Updated: Dec 23, 2020
Whether cherished or hated
Inform our nature
As writers, we all share similarities and have unique differences regarding our journey on becoming a writer. With this blog post, we will find out which similarities and differences I share with some of you by considering my earliest memories about being creative and writing. I have broken them into three distinct childhood aspects.
My first aspect did not involve writing at all, but rather how I used my imagination in creative play with my favorite stuffed animals. Even today, I can pause and recall how I put each of my fuzzy friends on my bed, floor, or blanket spread across the furniture. We shared many thrilling adventures. Whether on a rescue mission on the high-seas or daring escape across hot lava, or Bugs Bunny as the captain or my Sea World dolphin just part of the team, we always seemed to work together to save one another. This positive interaction may seem alien to those of you who have read most of my darker tales, but regardless, it existed. And I would like to believe such positivity still influences most of my stories, if only hidden.
The second childhood aspect involved songwriting when I was four or five. I had created a list of personally written songs. All of them, but one, have been pilfered by time. The paper, stapled booklet, full of my crayon lyrics, was tossed in the garbage in a careless moment. Thankfully, one song has remained etched in my memory to this day.
[older brother’s name] the jerk
Who drives a Pacer
And can’t find work
This older brother, who shall remain unnamed, used to tease me. He would say to me, “You are a baby,” and I would promptly retort, “I am not a baby!” These statements emerged from our mouths like a tennis match, continuing until I became animated, stomping my feet and crying. I suppose creating the above song was my attempt at retaliation.
While our current familial love does not see such extremes in emotion, this older brother has occasionally reminded me how angry I would become due to his teasing. Of course, I have always then reminded him of the song. And as I wrote this blog post, I chuckled, realizing why this song has not been lost to the ravages of time.
The third and final formative aspect in my youth likely informed my love of writing the most. During the holidays, between the ages of four and nine, I would gather my younger brother and various cousins into an upstairs bedroom away from the rest of the family who remained downstairs. Influenced by our favorite holiday cartoons, music, and religious themes, we would create a pageant or play to perform for the rest of the family before opening our presents. I typically seized both the head writer's and director's roles, leading others to decisions I enjoyed, allowing one of my cousins the honor of playing the piano. If I had known how to play an instrument, I would have likely annexed control of that duty as well.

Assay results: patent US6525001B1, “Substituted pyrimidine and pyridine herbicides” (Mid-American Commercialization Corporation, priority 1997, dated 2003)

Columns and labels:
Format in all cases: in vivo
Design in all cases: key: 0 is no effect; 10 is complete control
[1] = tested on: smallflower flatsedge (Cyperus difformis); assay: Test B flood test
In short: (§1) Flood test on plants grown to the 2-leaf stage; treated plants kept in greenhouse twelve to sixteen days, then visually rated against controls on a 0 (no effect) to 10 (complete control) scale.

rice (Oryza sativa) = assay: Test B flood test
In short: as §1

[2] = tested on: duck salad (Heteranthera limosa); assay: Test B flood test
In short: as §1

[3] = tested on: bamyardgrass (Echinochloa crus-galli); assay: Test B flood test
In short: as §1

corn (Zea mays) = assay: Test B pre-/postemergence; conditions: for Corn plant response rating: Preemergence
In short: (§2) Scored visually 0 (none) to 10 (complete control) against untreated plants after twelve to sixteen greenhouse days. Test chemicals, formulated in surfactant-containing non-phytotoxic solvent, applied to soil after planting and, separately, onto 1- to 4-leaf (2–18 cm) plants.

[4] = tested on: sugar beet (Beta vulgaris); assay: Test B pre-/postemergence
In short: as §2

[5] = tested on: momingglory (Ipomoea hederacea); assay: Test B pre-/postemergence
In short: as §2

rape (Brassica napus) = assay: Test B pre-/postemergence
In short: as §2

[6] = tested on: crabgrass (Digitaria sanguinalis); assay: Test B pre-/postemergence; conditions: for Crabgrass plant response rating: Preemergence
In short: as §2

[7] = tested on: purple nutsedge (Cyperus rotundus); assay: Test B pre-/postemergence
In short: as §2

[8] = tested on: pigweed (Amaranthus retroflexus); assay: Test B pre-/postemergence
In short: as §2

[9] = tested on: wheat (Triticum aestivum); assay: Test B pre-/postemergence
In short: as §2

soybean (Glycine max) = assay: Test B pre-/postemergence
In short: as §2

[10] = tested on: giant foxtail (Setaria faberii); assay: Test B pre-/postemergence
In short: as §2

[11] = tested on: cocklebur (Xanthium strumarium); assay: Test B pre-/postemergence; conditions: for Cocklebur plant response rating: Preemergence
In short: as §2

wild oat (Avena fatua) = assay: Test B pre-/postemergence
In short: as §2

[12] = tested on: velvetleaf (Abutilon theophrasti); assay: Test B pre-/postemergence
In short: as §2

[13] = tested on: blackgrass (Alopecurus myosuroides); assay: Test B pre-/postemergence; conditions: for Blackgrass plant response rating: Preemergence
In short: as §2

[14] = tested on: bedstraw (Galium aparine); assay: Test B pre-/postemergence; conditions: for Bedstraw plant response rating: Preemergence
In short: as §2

Despite the fervor in my heart each year toward these holiday plays, they ended abruptly one year and never resumed. I have not been able to recall the specific reasons, but it was likely due to us getting older and finding such frivolities childish. My future social anxiety had started to sprout as well, and I probably neglected to corral the others to come together and perform as a way for me to avoid my inner turmoil from perceived scrutiny, which seemed all too real to my child’s eye. Still, despite my avoidance, these aspects, or foundations, of my creative zeal certainly continued into junior high. They turned inward to my fantasies and ruminations as I began to explore books and immerse myself in their worlds, to which I suspect many of you can relate.
Today, I certainly have seen evidence of my younger creative self as I interact with Delaney. I have become adept at creating random songs for her throughout the day, which may occasionally frustrate my wife. I have given Delaney countless nicknames. Little D, stinkerpotamus, cheese monster, and cutie patootie are some of my favorites. I have given most of her dolls all names as well. I have created a routine for reading to her in different voices, accents, and emotional inflections, even going so far as to make up stories for books I do not care for. And of course, I have pretended to be most of her stuffed animals: enacting chase and rescue scenes, reading books to her, making meals, and engaging in epic sword battles. I have been, in a word, me. My hope in these endeavors has been to help her embrace her own creativity. I look forward to the day when she actively gives me roles and actions to follow as she becomes the director.
I hope you enjoyed this exploration into my earliest days of becoming a writer. A future blog may explore my middle years.
Until then, what were some of your earliest creative adventures? How did you first explore becoming a writer, actor, artist? I believe conjuring such experiences, whether painful or joyful, helps us in our artistic journeys, informing us who we really are at our core while growing into the creator we want to become.
Thank you for reading!
You can find me on Instagram, Pinterest, Wattpad, and Medium with the handle @michaelrkielfictions. If you enjoyed this blog post, please feel free to share to your friends, fellow writers, and readers on your social media platforms!
Michael R Kiel Fictions
Blog 4 – 12-23-2020
Photo found on crateandbarrel.com